Spring Campaign Artist Spotlight: Mark Anderson

Mark L. Anderson (Spokane) is Spokane’s third Poet Laureate. He grew up ten miles outside of Spokane Valley in the small unincorporated township of Mica, Washington where he started making stories and poems before he could even write, convincing his parents to write the words for him. In 2007, while studying psychology at Eastern Washington University, he happened upon a small poetry open mic night at the Empyrean Coffee House. He came back week after week and soon enough he was helping to organize the poetry event. Soon after in 2009, he co-founded the popular Broken Mic reading series. Since then he has gone on to tour nationally as a performance poet, applauded for his imaginative, expansive work.

We interviewed Mark about his relationship with risk and with Artist Trust, and about her hopes for artists in Washington State. Learn more about Mark and his work.

How did you first find out about Artist Trust? What was compelling to you about the work of Artist Trust?
I’ve known about Artist Trust for years, so I can’t be certain how I heard about it. I believe former Spokane Arts Director Karen Mobley pushed me to start applying for grants when I started running Broken Mic. I’ve applied a few times over the last several years, and it’s helped me get much better at the process of writing grants, which is a kind of writing I’ve definitely struggled at. So it’s very fulfilling to have been selected this grant cycle.

What has Artist Trust support meant to you? In addition to funding, how has the AT community been meaningful or beneficial to you, and to other Washington State artists?
In addition to funding, Artist Trust has been really important to me in helping me to learn about grants writing and how to take steps forward as a more professional artist. Artist Trust led a series of professional development-themed workshops in Spokane that have been really helpful. It can be difficult to learn how to take those steps, especially as an artist outside of academia, and Artist Trust has done a great job making that information more accessible to me and my community.

This spring, we’re focusing on the role of risk in artistic practice. What has risk meant to you?
I don’t think you’re likely to accomplish anything if you’re not risking a project’s failure. I know the most fulfilling performances I’ve had as a poet are those where I risked poems that might not connect with the audience, where there was a chance I’d fall flat on my face. And sometimes the performance does fall flat, but sometimes it leads to a better, more lasting connection.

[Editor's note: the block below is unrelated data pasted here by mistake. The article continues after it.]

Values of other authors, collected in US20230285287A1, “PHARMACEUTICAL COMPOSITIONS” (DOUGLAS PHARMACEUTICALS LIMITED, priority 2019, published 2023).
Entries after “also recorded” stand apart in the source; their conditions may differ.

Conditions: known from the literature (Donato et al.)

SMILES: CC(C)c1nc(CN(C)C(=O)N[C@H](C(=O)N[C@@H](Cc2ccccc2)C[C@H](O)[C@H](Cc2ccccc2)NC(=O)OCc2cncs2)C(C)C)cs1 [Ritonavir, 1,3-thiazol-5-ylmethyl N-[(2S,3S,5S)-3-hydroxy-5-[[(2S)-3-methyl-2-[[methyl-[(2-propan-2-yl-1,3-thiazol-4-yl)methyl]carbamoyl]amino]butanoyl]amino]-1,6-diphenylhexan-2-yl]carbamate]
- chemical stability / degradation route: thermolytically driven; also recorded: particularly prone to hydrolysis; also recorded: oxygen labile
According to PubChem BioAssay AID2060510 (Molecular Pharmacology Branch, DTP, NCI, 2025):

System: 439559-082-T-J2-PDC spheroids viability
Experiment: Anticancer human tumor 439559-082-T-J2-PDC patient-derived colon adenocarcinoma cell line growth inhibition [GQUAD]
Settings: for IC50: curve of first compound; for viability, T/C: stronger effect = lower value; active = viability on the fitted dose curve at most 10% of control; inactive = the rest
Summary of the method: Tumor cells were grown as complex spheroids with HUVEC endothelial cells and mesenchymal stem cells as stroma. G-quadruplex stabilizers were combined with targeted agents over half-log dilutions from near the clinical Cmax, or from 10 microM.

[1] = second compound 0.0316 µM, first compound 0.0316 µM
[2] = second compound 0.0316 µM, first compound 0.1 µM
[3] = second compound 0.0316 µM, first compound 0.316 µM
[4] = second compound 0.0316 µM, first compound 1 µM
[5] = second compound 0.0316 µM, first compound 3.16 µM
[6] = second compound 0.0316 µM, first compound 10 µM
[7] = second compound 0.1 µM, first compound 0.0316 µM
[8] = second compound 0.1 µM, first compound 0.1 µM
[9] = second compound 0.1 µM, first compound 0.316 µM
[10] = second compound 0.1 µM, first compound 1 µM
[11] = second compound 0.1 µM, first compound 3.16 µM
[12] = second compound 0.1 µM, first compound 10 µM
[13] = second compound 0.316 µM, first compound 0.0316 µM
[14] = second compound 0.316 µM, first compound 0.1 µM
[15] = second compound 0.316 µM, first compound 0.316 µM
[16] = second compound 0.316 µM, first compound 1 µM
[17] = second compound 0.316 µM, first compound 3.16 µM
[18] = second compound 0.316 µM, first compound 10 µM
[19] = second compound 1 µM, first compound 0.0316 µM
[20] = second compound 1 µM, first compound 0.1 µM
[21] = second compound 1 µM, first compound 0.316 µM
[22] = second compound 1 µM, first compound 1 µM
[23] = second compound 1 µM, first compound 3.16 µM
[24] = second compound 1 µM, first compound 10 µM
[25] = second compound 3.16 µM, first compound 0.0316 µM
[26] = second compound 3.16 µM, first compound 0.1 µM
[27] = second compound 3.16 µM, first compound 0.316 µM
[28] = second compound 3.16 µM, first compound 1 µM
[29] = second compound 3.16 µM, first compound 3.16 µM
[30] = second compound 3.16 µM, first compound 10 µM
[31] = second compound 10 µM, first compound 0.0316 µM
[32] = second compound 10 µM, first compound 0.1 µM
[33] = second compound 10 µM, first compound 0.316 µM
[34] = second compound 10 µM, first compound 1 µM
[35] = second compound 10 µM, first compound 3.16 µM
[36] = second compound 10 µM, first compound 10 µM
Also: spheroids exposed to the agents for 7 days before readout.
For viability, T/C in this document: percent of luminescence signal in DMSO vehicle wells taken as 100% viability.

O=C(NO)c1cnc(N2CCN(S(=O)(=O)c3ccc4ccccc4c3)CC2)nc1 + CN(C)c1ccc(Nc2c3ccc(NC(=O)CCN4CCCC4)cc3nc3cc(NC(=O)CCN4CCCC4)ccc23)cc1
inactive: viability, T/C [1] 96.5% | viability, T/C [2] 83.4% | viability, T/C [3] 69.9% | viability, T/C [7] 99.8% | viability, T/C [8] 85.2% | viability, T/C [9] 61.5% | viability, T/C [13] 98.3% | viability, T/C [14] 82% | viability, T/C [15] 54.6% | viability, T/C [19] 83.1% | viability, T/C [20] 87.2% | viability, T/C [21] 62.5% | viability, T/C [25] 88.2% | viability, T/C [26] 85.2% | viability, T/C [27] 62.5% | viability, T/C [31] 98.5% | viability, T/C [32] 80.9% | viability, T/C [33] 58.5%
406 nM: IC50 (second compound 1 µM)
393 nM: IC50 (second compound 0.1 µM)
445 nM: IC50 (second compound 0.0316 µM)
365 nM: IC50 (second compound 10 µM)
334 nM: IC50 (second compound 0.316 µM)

What do you need to be able to take risks in your practice?
If you’re risking failure as an artist, you’ll have trouble risking enough to grow to the next level. But you have to be able to recover from the failures too. It’s no good if one misstep knocks you out for the count. Even as important as risking is having the ability to pick yourself up and try something new again.

How does support from Artist Trust and other organizations/communities make risk possible for you?
Having Artist Trust and other organizations that fund the arts really helps make it safer to take risks. If one small financial risk as an artist takes years to recover from, you’re not going to be able to take many risks, but organizations like Artist Trust really help cut down that time between falling flat on your face and getting back up for the next gauntlet.

What are your hopes for the future of artists in Washington State?
I’ve been very embedded in the promotion of arts in Spokane, and one of the goals I have for our growing community is to be more connected to the cities near us, to be not only a city’s arts community, but the focal point for the inland northwest’s arts community. I believe we’re able to accomplish more when we’re more connected to each other. As we’re growing, I’d really love to see Spokane become more connected to both central and western Washington. It takes a long time to develop a culture that knows how to connect to arts opportunities, and actively seeks them. I’ve seen a lot of growth in Spokane in the last ten years along those lines, but we’re still behind Seattle and the west side of the state in that way. Artists here are just learning how to seek out grant funding, and the steps necessary to advocate for it. I’d like to see some of the culture around arts outreach and funding permeate the whole state.

What would you say to someone who is considering a gift to Artist Trust?
It is not easy to create a career as an artist. That’s an understatement. Without funding from organizations like Artist Trust it’s close to impossible. But artists are vital to our communities flourishing, and by donating to Artist Trust you’re making it possible.

Washington State artists like Mark depend on taking risks, but making the jump requires a strong safety net. That’s where we can make a difference. Join our spring fundraising campaign now and support the future of artists across Washington State.